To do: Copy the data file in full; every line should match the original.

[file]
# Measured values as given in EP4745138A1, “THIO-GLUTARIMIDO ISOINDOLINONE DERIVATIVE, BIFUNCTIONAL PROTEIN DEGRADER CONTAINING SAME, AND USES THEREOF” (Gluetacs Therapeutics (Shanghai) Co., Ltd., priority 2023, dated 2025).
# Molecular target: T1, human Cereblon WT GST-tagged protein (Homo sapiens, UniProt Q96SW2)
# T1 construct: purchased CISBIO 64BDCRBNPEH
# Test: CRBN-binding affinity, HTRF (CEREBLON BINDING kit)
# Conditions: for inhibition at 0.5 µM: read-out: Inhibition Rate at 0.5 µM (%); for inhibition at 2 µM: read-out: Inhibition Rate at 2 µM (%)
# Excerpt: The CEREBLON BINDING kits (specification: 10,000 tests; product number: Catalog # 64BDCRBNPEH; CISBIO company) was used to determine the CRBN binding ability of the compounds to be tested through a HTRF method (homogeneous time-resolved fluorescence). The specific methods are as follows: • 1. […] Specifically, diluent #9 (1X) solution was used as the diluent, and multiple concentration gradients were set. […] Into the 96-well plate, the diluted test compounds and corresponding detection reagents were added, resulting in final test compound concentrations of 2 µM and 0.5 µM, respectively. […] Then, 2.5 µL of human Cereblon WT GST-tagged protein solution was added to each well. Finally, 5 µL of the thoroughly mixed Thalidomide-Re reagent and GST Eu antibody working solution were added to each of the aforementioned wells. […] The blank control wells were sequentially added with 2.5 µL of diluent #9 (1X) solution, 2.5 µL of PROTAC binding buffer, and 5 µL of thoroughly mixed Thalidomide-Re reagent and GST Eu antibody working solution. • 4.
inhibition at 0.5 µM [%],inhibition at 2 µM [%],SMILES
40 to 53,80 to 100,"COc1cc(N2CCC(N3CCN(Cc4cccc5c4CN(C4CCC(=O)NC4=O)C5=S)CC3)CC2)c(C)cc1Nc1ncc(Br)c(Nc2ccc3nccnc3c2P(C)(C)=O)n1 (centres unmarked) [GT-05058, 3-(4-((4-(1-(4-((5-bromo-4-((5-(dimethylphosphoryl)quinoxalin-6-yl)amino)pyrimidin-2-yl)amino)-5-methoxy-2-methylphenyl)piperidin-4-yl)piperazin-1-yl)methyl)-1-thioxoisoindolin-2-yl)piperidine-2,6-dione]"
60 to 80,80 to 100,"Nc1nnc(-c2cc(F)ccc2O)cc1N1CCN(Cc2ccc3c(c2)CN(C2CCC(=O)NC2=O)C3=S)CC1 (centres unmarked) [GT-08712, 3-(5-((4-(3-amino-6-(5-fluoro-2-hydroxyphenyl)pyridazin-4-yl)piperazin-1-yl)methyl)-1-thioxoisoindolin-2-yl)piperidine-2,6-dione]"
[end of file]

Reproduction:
# Measured values as given in EP4745138A1, “THIO-GLUTARIMIDO ISOINDOLINONE DERIVATIVE, BIFUNCTIONAL PROTEIN DEGRADER CONTAINING SAME, AND USES THEREOF” (Gluetacs Therapeutics (Shanghai) Co., Ltd., priority 2023, dated 2025).
# Molecular target: T1, human Cereblon WT GST-tagged protein (Homo sapiens, UniProt Q96SW2)
# T1 construct: purchased CISBIO 64BDCRBNPEH
# Test: CRBN-binding affinity, HTRF (CEREBLON BINDING kit)
# Conditions: for inhibition at 0.5 µM: read-out: Inhibition Rate at 0.5 µM (%); for inhibition at 2 µM: read-out: Inhibition Rate at 2 µM (%)
# Excerpt: The CEREBLON BINDING kits (specification: 10,000 tests; product number: Catalog # 64BDCRBNPEH; CISBIO company) was used to determine the CRBN binding ability of the compounds to be tested through a HTRF method (homogeneous time-resolved fluorescence). The specific methods are as follows: • 1. […] Specifically, diluent #9 (1X) solution was used as the diluent, and multiple concentration gradients were set. […] Into the 96-well plate, the diluted test compounds and corresponding detection reagents were added, resulting in final test compound concentrations of 2 µM and 0.5 µM, respectively. […] Then, 2.5 µL of human Cereblon WT GST-tagged protein solution was added to each well. Finally, 5 µL of the thoroughly mixed Thalidomide-Re reagent and GST Eu antibody working solution were added to each of the aforementioned wells. […] The blank control wells were sequentially added with 2.5 µL of diluent #9 (1X) solution, 2.5 µL of PROTAC binding buffer, and 5 µL of thoroughly mixed Thalidomide-Re reagent and GST Eu antibody working solution. • 4.
inhibition at 0.5 µM [%],inhibition at 2 µM [%],SMILES
40 to 53,80 to 100,"COc1cc(N2CCC(N3CCN(Cc4cccc5c4CN(C4CCC(=O)NC4=O)C5=S)CC3)CC2)c(C)cc1Nc1ncc(Br)c(Nc2ccc3nccnc3c2P(C)(C)=O)n1 (centres unmarked) [GT-05058, 3-(4-((4-(1-(4-((5-bromo-4-((5-(dimethylphosphoryl)quinoxalin-6-yl)amino)pyrimidin-2-yl)amino)-5-methoxy-2-methylphenyl)piperidin-4-yl)piperazin-1-yl)methyl)-1-thioxoisoindolin-2-yl)piperidine-2,6-dione]"
60 to 80,80 to 100,"Nc1nnc(-c2cc(F)ccc2O)cc1N1CCN(Cc2ccc3c(c2)CN(C2CCC(=O)NC2=O)C3=S)CC1 (centres unmarked) [GT-08712, 3-(5-((4-(3-amino-6-(5-fluoro-2-hydroxyphenyl)pyridazin-4-yl)piperazin-1-yl)methyl)-1-thioxoisoindolin-2-yl)piperidine-2,6-dione]"